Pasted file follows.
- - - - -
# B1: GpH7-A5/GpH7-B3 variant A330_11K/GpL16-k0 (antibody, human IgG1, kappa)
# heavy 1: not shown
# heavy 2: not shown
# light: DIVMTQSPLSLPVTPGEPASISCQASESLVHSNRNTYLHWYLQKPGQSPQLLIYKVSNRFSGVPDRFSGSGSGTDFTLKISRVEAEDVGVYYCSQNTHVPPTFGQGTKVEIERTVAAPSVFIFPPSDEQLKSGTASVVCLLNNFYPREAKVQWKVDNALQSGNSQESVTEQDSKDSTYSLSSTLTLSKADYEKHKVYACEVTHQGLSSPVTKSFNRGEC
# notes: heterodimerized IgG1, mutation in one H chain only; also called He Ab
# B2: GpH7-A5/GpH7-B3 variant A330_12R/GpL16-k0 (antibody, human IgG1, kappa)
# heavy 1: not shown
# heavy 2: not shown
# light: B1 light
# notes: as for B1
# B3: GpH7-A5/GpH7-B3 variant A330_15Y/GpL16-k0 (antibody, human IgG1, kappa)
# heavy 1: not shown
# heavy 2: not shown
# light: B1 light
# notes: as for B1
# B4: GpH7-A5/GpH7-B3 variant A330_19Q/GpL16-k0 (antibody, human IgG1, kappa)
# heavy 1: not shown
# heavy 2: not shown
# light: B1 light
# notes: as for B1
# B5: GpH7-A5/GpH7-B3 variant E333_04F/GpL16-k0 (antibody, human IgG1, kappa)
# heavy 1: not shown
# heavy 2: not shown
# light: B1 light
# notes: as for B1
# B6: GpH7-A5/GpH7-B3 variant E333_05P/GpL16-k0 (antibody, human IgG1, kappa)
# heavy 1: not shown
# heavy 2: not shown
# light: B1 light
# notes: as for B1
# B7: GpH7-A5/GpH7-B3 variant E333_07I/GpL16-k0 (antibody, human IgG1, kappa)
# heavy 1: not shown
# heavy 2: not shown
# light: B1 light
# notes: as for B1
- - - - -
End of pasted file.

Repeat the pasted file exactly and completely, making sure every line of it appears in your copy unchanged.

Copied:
# B1: GpH7-A5/GpH7-B3 variant A330_11K/GpL16-k0 (antibody, human IgG1, kappa)
# heavy 1: not shown
# heavy 2: not shown
# light: DIVMTQSPLSLPVTPGEPASISCQASESLVHSNRNTYLHWYLQKPGQSPQLLIYKVSNRFSGVPDRFSGSGSGTDFTLKISRVEAEDVGVYYCSQNTHVPPTFGQGTKVEIERTVAAPSVFIFPPSDEQLKSGTASVVCLLNNFYPREAKVQWKVDNALQSGNSQESVTEQDSKDSTYSLSSTLTLSKADYEKHKVYACEVTHQGLSSPVTKSFNRGEC
# notes: heterodimerized IgG1, mutation in one H chain only; also called He Ab
# B2: GpH7-A5/GpH7-B3 variant A330_12R/GpL16-k0 (antibody, human IgG1, kappa)
# heavy 1: not shown
# heavy 2: not shown
# light: B1 light
# notes: as for B1
# B3: GpH7-A5/GpH7-B3 variant A330_15Y/GpL16-k0 (antibody, human IgG1, kappa)
# heavy 1: not shown
# heavy 2: not shown
# light: B1 light
# notes: as for B1
# B4: GpH7-A5/GpH7-B3 variant A330_19Q/GpL16-k0 (antibody, human IgG1, kappa)
# heavy 1: not shown
# heavy 2: not shown
# light: B1 light
# notes: as for B1
# B5: GpH7-A5/GpH7-B3 variant E333_04F/GpL16-k0 (antibody, human IgG1, kappa)
# heavy 1: not shown
# heavy 2: not shown
# light: B1 light
# notes: as for B1
# B6: GpH7-A5/GpH7-B3 variant E333_05P/GpL16-k0 (antibody, human IgG1, kappa)
# heavy 1: not shown
# heavy 2: not shown
# light: B1 light
# notes: as for B1
# B7: GpH7-A5/GpH7-B3 variant E333_07I/GpL16-k0 (antibody, human IgG1, kappa)
# heavy 1: not shown
# heavy 2: not shown
# light: B1 light
# notes: as for B1